It seems a bit unfair for those of us who would give up a lot to have the opportunity to fly into space, that hundreds of tiny worms are going before us, heading where no worm has gone before.
Hundreds of tiny worms are being flown to the International Space Station (ISS) as part of an experiment to understand more about human muscle loss and how to prevent it.
Led by scientists from Nottingham and Exeter University, with hardware designed by Oxford-based Kayser Space, a research team aims to determine the causes of muscle changes during spaceflight and find ways to mitigate these biological changes.
Discovering more about muscle loss in space will expand our understanding of how ageing affects our muscles; this could lead to more effective therapies and new treatments for muscular dystrophies here on Earth.
Science Minister Amanda Solloway said: “It is astonishing to think that sending worms into space could improve our health and help us lead longer lives, and I am thrilled that UK researchers are leading this effort.”
The worms, C. elegans, share many of the essential biological characteristics of humans and are affected by biological changes in space, including alterations to muscle and the ability to use energy.
The research will build on an experiment from 2018 and will test new molecular causes of, and potential therapies for muscle loss during spaceflight.
Kayser Space, based in Oxfordshire, has developed the hardware for the experiment. The worms will be housed in culture bags inside 24 matchbox-sized experiment containers, each containing three culture bags. Once on board the ISS, these containers will be placed into the incubator in the station’s Columbus Module. The experiment will take place over 5-6 days.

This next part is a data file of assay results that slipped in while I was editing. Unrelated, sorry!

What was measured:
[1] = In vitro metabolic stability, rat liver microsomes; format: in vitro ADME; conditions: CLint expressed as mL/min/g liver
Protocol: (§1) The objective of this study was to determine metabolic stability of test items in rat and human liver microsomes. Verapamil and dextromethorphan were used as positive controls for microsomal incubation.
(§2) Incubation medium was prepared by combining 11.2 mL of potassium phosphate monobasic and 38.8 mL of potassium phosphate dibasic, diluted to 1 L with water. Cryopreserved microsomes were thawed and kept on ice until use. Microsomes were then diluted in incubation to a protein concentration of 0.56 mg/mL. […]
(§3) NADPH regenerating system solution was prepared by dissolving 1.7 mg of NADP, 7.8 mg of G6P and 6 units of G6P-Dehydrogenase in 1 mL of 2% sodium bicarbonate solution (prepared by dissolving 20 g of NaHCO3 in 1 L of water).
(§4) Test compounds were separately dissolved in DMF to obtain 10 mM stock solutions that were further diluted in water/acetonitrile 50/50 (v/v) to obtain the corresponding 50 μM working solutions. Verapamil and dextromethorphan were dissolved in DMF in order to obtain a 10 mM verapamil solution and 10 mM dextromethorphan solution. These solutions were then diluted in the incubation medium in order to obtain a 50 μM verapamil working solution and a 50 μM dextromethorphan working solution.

David Zolesi – Kayser Space Managing Director, said: “This launch is the second of a series of three life science payloads developed by Kayser Space to fly to the ISS within three years. It is an important achievement that will help Kayser to bolster its position as a leading partner to the UK scientific community for implementing experiments in space.”
The experiment is due to launch to the ISS on the SpX-22, a Commercial Resupply Service mission contracted by NASA and flown by SpaceX using a Cargo Dragon 2 from the Kennedy Space Center in Florida.
Dr Bethan Philips, Associate Professor of Clinical, Metabolic and Molecular Physiology, at the School of Medicine at the University of Nottingham, said: “Since the dawn of the space age, there have been concerns that space travel can be harmful to astronauts. We are very excited that this latest mission will enable us to build on the work we have already done to not only further explore what causes muscle loss with spaceflight, but to also look at how to prevent it. This work will have implications not only for astronauts but also for many situations on Earth.”
Dr Tim Etheridge, Associate Professor at the University of Exeter, said: “The experiment will give us even more new information on the molecules that cause muscle decline in space, and whether targeting these with novel drugs and interventions can help. This information can then build the foundations for safely sending humans on long-term missions into deep space.”